The Flattening Corporation

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“He has flattened the pyramid — there were too many bosses,” a J. Crew financial executive told the New York Times in May 2003, referring to the actions of J. Crew CEO Millard S. Drexler. Anecdotal evidence has long suggested that in American corporations increasing numbers of managers now report directly to the CEO, a nd division-manager roles are broadening.

Now two researchers provide corroboration through an in-depth study of confidential compensation data from 300 large American companies gathered between 1986 and 1999 by consulting firm Hewitt Associates, based in Lincolnshire, Illinois.

In their working paper “The Flattening Firm: Evidence From Panel Data on the Changing Nature of Corporate Hierarchies,” Raghuram G. Rajan, professor of finance at the University of Chicago's Graduate School of Business, and Julie Wulf, assistant professor of management at the University of Pennsylvania's Wharton School of Business, draw two conclusions.

First, the perception of flattening is justified. Although the number of managers reporting to the CEO has increased steadily, the managerial levels between the CEO and the lowest-level managers with profit-center responsibility (division heads) have decreased by more than 25%. In addition, the average number of division heads reporting directly to the CEO has tripled.

Second, compensation in the flatter organizations is moving toward a culture of ownership — that is, toward a partnership such as one might see in companies using an employee-ownership plan. As employees are promoted, their compensation emphasizes long-term company goals and may include pay incentives such as stock.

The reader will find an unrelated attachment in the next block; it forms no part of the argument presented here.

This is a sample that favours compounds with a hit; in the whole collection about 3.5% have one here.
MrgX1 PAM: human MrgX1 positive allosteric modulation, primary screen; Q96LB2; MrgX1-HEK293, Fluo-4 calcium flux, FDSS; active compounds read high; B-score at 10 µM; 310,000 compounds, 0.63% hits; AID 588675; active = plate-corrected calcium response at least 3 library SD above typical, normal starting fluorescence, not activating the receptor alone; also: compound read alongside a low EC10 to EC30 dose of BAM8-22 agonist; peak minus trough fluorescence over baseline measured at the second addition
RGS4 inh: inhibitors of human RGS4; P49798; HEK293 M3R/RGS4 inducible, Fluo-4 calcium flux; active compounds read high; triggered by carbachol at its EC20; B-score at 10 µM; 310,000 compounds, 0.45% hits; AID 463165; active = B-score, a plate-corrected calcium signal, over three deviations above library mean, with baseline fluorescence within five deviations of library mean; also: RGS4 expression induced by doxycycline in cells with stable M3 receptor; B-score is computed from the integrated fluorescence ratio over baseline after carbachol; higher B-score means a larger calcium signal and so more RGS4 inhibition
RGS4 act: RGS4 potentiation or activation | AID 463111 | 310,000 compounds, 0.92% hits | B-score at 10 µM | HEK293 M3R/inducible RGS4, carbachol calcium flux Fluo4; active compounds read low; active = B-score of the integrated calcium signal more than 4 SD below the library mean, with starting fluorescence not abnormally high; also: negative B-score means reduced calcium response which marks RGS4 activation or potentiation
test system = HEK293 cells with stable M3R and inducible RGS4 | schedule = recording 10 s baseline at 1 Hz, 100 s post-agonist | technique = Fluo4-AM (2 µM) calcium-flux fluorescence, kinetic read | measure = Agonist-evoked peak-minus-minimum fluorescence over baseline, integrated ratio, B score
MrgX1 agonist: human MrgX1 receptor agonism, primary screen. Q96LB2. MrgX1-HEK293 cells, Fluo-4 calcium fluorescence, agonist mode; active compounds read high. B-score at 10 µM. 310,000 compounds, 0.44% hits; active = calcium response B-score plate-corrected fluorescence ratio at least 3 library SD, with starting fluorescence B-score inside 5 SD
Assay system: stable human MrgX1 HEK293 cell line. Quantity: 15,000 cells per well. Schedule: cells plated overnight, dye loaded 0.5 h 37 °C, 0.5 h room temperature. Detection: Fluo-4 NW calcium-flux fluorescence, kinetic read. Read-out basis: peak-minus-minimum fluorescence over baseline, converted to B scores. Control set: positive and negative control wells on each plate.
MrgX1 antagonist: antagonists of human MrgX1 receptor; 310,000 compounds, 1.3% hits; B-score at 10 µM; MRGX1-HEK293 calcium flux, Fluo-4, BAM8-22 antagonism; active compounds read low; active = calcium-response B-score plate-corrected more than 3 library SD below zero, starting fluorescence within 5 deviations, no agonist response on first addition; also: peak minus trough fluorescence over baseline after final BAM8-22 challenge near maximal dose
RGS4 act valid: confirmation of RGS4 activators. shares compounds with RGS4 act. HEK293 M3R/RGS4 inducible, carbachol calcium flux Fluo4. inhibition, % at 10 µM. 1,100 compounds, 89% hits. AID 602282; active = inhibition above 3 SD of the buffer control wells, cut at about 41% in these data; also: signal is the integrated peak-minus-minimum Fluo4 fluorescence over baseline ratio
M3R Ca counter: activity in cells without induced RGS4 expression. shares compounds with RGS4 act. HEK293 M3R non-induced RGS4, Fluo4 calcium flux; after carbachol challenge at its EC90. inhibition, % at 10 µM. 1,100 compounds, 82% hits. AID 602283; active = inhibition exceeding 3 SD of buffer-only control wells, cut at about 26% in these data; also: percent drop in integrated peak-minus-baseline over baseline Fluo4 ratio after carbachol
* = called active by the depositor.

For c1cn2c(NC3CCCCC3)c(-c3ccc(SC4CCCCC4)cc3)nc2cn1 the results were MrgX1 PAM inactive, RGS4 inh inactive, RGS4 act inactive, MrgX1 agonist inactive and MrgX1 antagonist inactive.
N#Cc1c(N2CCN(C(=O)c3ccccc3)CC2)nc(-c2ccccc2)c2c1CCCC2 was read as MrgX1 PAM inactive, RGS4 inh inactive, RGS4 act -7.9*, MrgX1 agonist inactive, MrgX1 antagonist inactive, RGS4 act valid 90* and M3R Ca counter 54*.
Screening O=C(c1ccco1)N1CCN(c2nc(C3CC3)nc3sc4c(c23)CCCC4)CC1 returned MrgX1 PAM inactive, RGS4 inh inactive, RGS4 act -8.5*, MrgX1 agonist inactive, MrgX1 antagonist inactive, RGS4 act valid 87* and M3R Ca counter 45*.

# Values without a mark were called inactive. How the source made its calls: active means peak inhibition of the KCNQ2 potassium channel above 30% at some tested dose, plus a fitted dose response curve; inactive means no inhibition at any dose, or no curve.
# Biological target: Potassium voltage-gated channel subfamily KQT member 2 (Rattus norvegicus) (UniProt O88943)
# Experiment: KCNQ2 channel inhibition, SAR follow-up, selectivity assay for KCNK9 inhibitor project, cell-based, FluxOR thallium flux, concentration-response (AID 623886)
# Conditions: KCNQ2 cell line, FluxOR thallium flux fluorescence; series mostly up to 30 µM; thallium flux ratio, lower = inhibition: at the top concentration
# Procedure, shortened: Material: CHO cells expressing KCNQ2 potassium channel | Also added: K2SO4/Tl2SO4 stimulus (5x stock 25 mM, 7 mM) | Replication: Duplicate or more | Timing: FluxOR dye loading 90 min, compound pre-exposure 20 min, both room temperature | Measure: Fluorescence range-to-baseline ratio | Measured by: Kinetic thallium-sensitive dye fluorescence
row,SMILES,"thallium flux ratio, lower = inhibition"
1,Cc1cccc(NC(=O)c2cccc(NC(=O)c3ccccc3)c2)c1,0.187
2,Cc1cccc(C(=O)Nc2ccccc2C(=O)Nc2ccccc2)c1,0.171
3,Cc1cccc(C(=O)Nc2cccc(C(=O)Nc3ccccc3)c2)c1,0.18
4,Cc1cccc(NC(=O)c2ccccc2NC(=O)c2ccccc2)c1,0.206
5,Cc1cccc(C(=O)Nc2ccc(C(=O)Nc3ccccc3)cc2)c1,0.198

Do any of the changes indicate that CEOs are micromanaging more? In fact, lower-level managers are taking on more responsibility. The authors say that the trends seem to be organizational responses to technological and environmental change.

Consider the dissemination of knowledge through technological advances, which Rajan, Wulf and previous researchers believe is one reason for flattened hierarchies. “Technology has put information at everyone's fingertips,” Wulf says, enabling lower-level profit-center managers to handle more decisions effectively.

In their analysis, Rajan and Wulf focus on two main parameters: depth (number of positions between the CEO and the lowest level of profit-center responsibility) and breadth (span of control or number of people reporting directly to the CEO). They find that mergers, acquisitions and diversification have not significantly added to the number of CEO direct reports. Nor does the abolition of the intermediary role of chief operating officer entirely account for the trend. Instead lower-level managers have become more integral to operations.

“In fact, some of the CEO's authority devolves upon the divisional manager,” say the authors. Hence, an interesting paradox arises: Although the CEO is becoming directly connected more deeply within the organization, decision-making authority is becoming more decentralized, transferring lower into the managerial ranks.

Regression analysis reveals that neither empire building on the part of CEOs nor entrenchment in their positions significantly influenced the flattening trend, say the authors. And only a weak relationship exists between greater outside scrutiny by shareholders and either organizational flattening or CEO survival rates. In U.S. companies, the advent of the flatter organization does appear to correlate with companies becoming more human-capital intensive, which is reflected in the fact that more human-resources directors now report directly to the CEO.

CEOs are “getting more involved with operational activities in the sense of being closer to the action,” says Bengt Holmstrom, professor of economics, finance and accounting at the MIT Sloan School of Management. “For scientists, it is always important to document the precise nature of the movement.”

Paulo Costa, president and CEO of Novartis Pharmaceuticals USA, expands on that: “Over the last 15 years or so, as more and more successful companies talk about strategy and execution in the same sentence, . . . senior executives have become a lot closer to the operational details.”

For more information, contact Wulf at


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